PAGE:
On September 12, 1864, Major-General John Foster issued a lengthy order to Brigadier-General Rufus Saxton, commanding the Northern District (Morris and Folly Islands) of the Department of the South.  These orders began with a set of instructions about ongoing bombardments of Confederate positions, to include the city of Charleston:

I send you a recapitulation of the verbal orders you received when I was at Morris Island, with a few additions. You will cause a shot to be fired into the city of Charleston every fifteen minutes, each one carefully pointed so as not to endanger our prisoners, say at the middle steeple, and elevated and charged so as to range to the upper part of the city. An occasional shot will be fired at Sumter from our batteries on Cumming’s Point. The Swamp Angel will be fired at night in order to prevent the discharge of supply vessels or steamers at Sumter. The other batteries will regulate their fire by the enemy, generally answering all their shots, gun for gun…. The columbiads should be removed from Cole’s Island to Fort Delafield, and the 30-pounder Parrotts from Long Island to Morris or Folly Island. Light guns should be substituted for the columbiads on Cole’s Island and for those taken from Long Island.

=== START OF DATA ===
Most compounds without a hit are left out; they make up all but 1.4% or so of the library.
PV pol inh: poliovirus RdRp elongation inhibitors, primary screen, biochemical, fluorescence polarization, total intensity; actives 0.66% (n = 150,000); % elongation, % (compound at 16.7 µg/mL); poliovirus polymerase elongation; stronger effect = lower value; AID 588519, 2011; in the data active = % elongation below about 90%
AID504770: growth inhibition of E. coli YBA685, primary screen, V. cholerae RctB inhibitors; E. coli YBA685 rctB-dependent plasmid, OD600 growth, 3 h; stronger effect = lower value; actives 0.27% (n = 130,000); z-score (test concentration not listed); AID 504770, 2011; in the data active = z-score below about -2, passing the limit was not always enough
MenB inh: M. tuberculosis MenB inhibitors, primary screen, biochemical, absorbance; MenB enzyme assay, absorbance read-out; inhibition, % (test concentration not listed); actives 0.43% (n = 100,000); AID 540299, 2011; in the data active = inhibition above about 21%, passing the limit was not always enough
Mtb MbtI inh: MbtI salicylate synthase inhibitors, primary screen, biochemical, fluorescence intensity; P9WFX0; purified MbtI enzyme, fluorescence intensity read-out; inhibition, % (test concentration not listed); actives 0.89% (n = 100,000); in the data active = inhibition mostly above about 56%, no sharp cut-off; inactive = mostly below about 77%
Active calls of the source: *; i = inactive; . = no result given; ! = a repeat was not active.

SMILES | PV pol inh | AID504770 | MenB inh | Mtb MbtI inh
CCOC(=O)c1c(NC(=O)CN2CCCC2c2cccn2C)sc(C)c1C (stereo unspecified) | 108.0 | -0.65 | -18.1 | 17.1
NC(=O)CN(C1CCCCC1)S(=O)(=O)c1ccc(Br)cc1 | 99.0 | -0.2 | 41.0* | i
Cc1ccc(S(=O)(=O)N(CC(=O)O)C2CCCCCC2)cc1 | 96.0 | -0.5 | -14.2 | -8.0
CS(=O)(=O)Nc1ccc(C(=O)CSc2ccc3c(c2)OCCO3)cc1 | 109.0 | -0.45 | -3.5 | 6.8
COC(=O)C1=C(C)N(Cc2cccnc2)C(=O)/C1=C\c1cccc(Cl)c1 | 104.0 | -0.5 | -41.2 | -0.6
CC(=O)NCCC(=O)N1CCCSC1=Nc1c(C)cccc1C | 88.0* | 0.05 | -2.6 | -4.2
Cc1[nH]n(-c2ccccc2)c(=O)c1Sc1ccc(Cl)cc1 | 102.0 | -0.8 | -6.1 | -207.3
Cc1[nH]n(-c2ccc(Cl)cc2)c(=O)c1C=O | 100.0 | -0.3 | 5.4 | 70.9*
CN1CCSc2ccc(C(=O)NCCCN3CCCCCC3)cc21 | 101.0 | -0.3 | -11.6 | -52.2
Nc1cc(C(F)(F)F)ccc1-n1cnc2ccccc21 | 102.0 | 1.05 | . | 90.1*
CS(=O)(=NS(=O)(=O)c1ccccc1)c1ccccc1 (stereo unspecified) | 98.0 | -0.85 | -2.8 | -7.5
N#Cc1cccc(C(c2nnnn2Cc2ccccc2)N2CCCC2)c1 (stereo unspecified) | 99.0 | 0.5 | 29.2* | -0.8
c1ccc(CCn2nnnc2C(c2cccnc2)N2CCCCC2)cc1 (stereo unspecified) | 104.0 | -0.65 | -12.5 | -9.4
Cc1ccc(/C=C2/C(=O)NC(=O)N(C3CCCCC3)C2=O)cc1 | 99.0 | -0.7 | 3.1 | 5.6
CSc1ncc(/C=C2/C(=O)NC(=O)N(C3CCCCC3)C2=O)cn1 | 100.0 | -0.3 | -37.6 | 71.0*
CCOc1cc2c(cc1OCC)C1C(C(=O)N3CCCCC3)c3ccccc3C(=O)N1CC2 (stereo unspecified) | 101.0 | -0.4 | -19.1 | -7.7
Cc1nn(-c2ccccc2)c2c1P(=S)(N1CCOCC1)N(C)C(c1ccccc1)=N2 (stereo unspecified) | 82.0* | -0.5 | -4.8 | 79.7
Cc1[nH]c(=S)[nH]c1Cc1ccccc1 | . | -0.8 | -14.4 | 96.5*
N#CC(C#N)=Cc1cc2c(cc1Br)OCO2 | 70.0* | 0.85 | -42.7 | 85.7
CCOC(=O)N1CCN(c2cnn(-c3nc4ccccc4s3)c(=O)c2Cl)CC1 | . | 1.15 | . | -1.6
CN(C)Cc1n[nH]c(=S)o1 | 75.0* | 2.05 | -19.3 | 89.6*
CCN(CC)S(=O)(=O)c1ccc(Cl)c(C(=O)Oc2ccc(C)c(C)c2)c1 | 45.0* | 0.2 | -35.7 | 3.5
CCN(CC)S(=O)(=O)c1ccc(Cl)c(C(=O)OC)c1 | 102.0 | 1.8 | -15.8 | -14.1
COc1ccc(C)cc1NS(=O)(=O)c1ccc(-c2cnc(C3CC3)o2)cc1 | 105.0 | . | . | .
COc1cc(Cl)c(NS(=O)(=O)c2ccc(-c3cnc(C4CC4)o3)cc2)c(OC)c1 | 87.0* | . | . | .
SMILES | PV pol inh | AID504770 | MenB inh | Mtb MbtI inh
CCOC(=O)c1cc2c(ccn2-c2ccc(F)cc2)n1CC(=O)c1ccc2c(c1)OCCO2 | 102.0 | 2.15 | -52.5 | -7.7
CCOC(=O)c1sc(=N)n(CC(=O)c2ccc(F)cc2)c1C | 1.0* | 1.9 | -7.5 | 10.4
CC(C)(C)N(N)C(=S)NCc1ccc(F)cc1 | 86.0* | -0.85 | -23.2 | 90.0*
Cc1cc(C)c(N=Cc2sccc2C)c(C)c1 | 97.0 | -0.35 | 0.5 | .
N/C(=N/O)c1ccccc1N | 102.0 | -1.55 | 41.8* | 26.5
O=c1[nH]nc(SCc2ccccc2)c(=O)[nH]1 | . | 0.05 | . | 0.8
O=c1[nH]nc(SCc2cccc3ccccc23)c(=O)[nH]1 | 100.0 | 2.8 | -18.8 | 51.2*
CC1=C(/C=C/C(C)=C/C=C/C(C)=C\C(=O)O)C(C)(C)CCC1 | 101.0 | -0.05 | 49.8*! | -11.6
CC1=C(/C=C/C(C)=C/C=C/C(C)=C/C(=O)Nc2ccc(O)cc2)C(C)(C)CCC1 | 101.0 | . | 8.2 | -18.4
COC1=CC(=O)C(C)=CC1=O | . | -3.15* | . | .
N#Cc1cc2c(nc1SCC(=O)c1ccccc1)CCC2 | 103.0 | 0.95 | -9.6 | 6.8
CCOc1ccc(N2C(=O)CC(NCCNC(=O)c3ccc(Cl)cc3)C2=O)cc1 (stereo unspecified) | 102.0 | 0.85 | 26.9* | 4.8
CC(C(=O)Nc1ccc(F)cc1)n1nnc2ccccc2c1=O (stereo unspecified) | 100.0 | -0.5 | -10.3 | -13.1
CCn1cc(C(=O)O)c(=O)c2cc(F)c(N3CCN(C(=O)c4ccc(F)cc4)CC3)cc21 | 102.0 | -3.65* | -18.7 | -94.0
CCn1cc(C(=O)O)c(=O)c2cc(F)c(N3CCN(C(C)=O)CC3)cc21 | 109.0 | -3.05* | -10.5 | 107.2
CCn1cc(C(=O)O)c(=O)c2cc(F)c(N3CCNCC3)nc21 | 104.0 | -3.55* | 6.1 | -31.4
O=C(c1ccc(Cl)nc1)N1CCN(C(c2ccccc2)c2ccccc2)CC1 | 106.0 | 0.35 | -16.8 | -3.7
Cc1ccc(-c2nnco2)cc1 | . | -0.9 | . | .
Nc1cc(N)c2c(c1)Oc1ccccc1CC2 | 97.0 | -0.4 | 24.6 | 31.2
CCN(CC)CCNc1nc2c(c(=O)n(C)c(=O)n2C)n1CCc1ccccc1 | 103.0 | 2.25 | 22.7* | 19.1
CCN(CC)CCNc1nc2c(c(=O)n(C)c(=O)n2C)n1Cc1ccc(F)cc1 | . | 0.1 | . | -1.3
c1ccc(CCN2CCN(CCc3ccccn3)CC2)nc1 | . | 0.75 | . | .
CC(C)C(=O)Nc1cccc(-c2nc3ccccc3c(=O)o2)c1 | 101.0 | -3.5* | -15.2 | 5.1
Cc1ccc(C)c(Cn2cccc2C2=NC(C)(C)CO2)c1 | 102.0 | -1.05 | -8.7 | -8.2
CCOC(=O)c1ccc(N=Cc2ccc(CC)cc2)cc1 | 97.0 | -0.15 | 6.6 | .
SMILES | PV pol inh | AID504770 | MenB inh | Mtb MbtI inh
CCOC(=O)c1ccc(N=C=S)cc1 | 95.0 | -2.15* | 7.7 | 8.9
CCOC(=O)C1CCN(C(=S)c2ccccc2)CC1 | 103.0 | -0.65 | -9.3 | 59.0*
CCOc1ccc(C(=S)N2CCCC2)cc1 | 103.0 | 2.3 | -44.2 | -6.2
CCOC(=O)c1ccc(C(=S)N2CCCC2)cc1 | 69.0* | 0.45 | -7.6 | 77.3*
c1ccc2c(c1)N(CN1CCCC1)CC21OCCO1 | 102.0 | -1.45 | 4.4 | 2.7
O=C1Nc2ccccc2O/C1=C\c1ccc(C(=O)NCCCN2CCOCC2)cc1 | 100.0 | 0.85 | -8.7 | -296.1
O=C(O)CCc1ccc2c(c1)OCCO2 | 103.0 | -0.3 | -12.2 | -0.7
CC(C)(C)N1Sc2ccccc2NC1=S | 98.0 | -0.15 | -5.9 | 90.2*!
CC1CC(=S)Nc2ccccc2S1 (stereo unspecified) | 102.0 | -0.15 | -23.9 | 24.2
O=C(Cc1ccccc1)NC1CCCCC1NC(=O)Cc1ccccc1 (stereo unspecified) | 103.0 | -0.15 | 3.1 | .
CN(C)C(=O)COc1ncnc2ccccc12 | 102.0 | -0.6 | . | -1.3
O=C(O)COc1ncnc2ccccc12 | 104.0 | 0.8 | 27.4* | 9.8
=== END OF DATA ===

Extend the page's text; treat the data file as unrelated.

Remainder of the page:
Foster continued with detailed instructions to improve the works on Morris Island by repairing the palisading and stockades.  He also changed the steamers assigned to support the Northern District, replacing deep draft ships with those able to “go either outside or inside” the inland passages and shoals.

The second half of these orders focused on how to manage the 600 Confederate prisoners of war on Morris Island:

Your particular attention will be given to the care of the prisoners of war on Morris Island, and the utmost vigilance exercised on the part of the guards.